mod_jk Fail, mod_proxy Success

by Michael Scepaniak on November 14, 2008 in software development

I have a production site configured with Apache2 forwarding requests to Tomcat using mod_jk. I wanted to mimic this configuration on my desktop environment, but was not able to get it to work locally on my Mac. I ended up using mod_proxy locally instead. This is the ordeal I went through…

I grabbed a binary for Mac OSX (x86) from the Tomcat Connectors site, renamed it to mod_jk.so, and dropped it in the directory with the other modules. I made the necessary changes and additions to the Apache config files. Unfortunately, when I started Apache, I received the following error:

no suitable image found.  Did find: /usr/libexec/apache2/mod_jk.so:
mach-o, but wrong architecture

Googling the error helped me realize that I wasn’t alone with my issue and I figured out that I needed to build mod_jk from source, passing in some special flags to the build:

./configure CFLAGS='-arch x86_64' APXSLDFLAGS='-arch x86_64'
-with-apxs=/usr/sbin/apxs

This was great, but the next step (i.e., “make”), kept failing for me:

jk_global.h:66:21: error: apr_lib.h: No such file or directory
jk_global.h:67:25: error: apr_strings.h: No such file or directory
make[1]: *** [jk_ajp12_worker.lo] Error 1
make: *** [all-recursive] Error 1

I found lots of other pages explaining further variations of the same basic premise that I needed to build from source:

I followed all of these instructions, but still had no luck. Then I tried going down the DarwinPorts path:

But I didn’t get anywhere with this:

mike$ sudo port install mod_jk
...
Configuring APR library
Platform: i386-apple-darwin9.4.0
checking for working mkdir -p... yes
APR Version: 1.3.2
checking for chosen layout... apr
checking for gcc... /usr/bin/gcc-4.0
checking for C compiler default output file name...
configure: error: C compiler cannot create executables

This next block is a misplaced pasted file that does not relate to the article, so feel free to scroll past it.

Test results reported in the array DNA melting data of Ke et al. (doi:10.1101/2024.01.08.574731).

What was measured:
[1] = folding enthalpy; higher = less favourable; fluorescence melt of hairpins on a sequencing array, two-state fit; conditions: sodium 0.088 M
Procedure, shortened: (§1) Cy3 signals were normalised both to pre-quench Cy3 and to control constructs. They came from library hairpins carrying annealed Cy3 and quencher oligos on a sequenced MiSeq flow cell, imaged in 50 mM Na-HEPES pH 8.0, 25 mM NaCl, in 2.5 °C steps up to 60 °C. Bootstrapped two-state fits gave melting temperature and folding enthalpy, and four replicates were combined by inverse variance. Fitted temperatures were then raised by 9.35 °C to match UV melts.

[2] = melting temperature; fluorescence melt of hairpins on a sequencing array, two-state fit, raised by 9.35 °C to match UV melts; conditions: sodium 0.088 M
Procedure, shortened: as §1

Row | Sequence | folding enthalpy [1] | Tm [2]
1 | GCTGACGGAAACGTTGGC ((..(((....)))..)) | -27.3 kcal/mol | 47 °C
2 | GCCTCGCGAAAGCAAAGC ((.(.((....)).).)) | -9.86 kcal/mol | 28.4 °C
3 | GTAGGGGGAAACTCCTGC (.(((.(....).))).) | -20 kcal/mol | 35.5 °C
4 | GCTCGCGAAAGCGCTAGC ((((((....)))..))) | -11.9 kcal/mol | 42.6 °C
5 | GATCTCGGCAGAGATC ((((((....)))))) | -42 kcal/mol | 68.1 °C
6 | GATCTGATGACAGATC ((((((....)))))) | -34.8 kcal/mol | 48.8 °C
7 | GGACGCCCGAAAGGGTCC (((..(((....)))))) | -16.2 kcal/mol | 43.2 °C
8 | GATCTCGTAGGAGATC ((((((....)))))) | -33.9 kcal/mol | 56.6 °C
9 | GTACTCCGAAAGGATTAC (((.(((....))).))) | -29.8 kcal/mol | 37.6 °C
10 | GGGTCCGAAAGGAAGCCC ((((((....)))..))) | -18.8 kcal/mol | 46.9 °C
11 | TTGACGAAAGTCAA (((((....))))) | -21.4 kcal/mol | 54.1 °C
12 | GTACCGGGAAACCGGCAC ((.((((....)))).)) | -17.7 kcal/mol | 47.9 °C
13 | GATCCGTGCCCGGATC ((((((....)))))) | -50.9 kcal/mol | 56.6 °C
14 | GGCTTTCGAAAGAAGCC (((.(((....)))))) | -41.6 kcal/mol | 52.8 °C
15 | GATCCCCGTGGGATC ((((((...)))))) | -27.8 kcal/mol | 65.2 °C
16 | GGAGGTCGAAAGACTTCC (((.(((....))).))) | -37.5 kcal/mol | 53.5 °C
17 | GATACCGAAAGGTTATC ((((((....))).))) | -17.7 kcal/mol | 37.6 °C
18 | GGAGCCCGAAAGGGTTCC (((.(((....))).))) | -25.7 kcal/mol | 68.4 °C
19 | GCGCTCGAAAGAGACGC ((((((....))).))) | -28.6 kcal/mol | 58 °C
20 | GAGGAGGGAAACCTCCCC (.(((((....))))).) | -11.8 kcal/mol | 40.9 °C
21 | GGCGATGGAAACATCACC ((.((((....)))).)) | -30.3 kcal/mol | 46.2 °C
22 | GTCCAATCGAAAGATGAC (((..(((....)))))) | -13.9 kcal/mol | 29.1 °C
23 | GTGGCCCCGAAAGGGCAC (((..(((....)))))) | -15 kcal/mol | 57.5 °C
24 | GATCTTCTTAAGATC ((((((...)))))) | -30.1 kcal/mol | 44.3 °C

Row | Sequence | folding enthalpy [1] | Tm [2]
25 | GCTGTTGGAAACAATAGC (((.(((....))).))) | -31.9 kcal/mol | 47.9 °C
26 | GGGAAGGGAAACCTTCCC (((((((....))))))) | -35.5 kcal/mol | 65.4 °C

See `config.log' for more details.

I came to suspect that I might require an install of Apple’s Xcode to get any of these solutions to work. So I started downloading it. As I was waiting for the download to complete, I started looking at mod_proxy as an alternative to mod_jk. Using mod_proxy wouldn’t accomplish my goal of mirroring the production configuration and I wasn’t sure if it could handle sticky sessions, but I didn’t need that at this point. So I gave it a whirl, fought with it a little bit, and eventually was able to configure a solution before I got anywhere with Xcode:

In Apache’s httpd.conf:

<proxy balancer://myCluster>
   BalancerMember ajp://dev.milestoneinc.com:8010 route=node1
</proxy>

ProxyPass /blogs !
ProxyPass /balancer-manager !
ProxyPass / balancer://myCluster/ stickysession=JSESSIONID

<location /balancer-manager>
	SetHandler balancer-manager
</location>

In Tomcat’s server.xml:

<engine defaultHost="localhost" jvmRoute="node1" name="Catalina">

More information regarding mod_proxy and load-balancing/session-affinity:

Mike
Want to be notified when new articles are posted?
Enter your email address:

{ 0 comments… add one now }

Leave a Comment

This site uses Akismet to reduce spam. Learn how your comment data is processed

{ 1 trackback }

Previous post:

Next post:

Member of The Internet Defense League